|Publication number||US20070137926 A1|
|Application number||US 11/304,380|
|Publication date||Jun 21, 2007|
|Filing date||Dec 15, 2005|
|Priority date||Dec 15, 2005|
|Publication number||11304380, 304380, US 2007/0137926 A1, US 2007/137926 A1, US 20070137926 A1, US 20070137926A1, US 2007137926 A1, US 2007137926A1, US-A1-20070137926, US-A1-2007137926, US2007/0137926A1, US2007/137926A1, US20070137926 A1, US20070137926A1, US2007137926 A1, US2007137926A1|
|Inventors||Donald Albin, David Boyles|
|Original Assignee||Lear Corporation|
|Export Citation||BiBTeX, EndNote, RefMan|
|Referenced by (12), Classifications (6), Legal Events (2)|
|External Links: USPTO, USPTO Assignment, Espacenet|
The present invention relates to a component and method for absorbing noise in a vehicle interior, including the main cabin and trunk, and, in particular, to providing a sheet material with perforations optimized to facilitate noise absorption over a given range of frequencies.
Noise in the interior of a vehicle is undesirable, and its reduction or elimination has long been a goal of vehicle interior designers. A variety of components and methods exist to try to achieve this goal. Since it is well known that porous materials are generally good absorbers of sound, vehicle interior components are often covered with porous materials to help quiet the vehicle's interior. Carpeting is used on the floor and headliners are installed on the roof. Typically, thick porous materials faced with an open weave absorb sound better than thinner materials with impermeable faces. Often however, it is impractical to use thick materials in the interior of a vehicle, since interior space is limited. Moreover, a material with an open weave may lack other important functional characteristics such as high wear resistance. Hence, using thick, loosely woven carpets and headliners with open faces is not an adequate solution to the problem of vehicle interior noise.
The conventional method of quieting a vehicle cabin is to employ sound barriers. These barriers consist of an impermeable covering over top of a padding material. Floor systems, dash insulators, and trunk trim are good examples, as they are generally produced with a filled, extruded covering layer. Note that the floor system includes an “A” surface (i.e., carpet) that is placed over the covering layer. Interior trim, such as instrument panels and door panels, also consist of an impermeable covering, but in this case the coverings are generally injection molded plastics.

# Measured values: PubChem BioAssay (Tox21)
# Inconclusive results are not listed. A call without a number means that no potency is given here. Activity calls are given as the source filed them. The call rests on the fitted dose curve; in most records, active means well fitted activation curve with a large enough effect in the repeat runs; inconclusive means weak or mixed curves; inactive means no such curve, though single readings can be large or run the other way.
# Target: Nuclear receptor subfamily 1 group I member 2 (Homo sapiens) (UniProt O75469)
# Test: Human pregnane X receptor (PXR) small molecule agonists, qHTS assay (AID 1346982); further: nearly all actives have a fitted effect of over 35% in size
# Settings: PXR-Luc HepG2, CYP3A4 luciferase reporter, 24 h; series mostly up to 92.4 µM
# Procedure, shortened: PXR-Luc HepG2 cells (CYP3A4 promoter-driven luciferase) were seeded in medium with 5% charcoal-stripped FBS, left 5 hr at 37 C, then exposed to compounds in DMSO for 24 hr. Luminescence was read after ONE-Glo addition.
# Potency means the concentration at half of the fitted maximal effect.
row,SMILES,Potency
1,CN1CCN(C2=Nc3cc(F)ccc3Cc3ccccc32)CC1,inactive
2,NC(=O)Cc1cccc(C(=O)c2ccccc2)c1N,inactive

Exposed porous materials are generally not used for automotive interior applications. Areas where porous materials are exposed are limited to headliners, seats and seatbacks. These would apply to the discussion above.
The problem with standard porous materials, acoustically, is that they only absorb sound well at high frequencies. They do not absorb sound well at mid and low frequencies. Using these exclusively would result in a noisier vehicle because the mid and low frequency noise would not be adequately eliminated.
Accordingly, it is desirable to provide a component for enhancing sound absorption properties while preserving barrier performance in a vehicle interior and a method for tuning acoustical absorption in a vehicle interior to overcome the shortcomings of the prior art, by taking advantage of the large surface area within the vehicle interior to reduce noise from various sources while not using bulky and potentially expensive materials.
The present invention is directed towards an acoustical component for vehicle interior that meets the foregoing needs. The component comprises an air impermeable inner covering layer having a sound reflective surface and one or more perforations therein. The perforations permit the passage of sound therethrough. An outer sound absorbing layer is bonded to the inner covering layer for absorbing the sound passing through the perforations in the inner covering layer.
Various objects and advantages of this invention will become apparent to those skilled in the art from the following detailed description of the preferred embodiment, when read in light of the accompanying drawings.
Referring now to the drawings, there is illustrated in